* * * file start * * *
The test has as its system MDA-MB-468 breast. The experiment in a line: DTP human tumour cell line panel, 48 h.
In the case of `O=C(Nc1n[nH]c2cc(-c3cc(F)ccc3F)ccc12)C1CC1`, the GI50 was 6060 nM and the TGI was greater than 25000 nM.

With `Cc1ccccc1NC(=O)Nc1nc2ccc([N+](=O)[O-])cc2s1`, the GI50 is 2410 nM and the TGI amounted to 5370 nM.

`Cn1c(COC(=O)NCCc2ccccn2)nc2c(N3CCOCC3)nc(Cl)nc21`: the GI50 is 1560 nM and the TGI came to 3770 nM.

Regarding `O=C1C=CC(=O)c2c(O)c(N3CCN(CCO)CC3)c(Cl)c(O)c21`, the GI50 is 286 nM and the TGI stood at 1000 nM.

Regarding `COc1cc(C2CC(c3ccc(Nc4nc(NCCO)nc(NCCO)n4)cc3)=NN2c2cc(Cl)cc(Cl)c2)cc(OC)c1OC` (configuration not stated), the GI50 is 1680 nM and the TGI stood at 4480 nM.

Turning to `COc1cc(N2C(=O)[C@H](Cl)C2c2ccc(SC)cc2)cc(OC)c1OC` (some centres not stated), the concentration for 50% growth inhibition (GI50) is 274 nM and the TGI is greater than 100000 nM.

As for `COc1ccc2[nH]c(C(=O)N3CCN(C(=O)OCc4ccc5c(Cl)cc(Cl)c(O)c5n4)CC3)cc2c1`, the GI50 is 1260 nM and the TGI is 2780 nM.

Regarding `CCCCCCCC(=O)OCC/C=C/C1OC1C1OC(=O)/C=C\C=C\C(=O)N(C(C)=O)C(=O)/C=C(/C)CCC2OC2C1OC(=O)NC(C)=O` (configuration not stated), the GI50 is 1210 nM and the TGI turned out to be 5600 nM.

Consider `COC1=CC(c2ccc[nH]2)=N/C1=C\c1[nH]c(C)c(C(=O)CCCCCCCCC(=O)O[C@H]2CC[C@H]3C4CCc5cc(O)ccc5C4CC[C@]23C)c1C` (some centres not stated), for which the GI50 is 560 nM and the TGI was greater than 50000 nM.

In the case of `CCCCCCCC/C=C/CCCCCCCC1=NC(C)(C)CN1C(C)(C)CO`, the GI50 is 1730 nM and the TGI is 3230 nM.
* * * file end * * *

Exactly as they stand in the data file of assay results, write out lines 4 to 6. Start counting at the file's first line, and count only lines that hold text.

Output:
`Cn1c(COC(=O)NCCc2ccccn2)nc2c(N3CCOCC3)nc(Cl)nc21`: the GI50 is 1560 nM and the TGI came to 3770 nM.

Regarding `O=C1C=CC(=O)c2c(O)c(N3CCN(CCO)CC3)c(Cl)c(O)c21`, the GI50 is 286 nM and the TGI stood at 1000 nM.

Regarding `COc1cc(C2CC(c3ccc(Nc4nc(NCCO)nc(NCCO)n4)cc3)=NN2c2cc(Cl)cc(Cl)c2)cc(OC)c1OC` (configuration not stated), the GI50 is 1680 nM and the TGI stood at 4480 nM.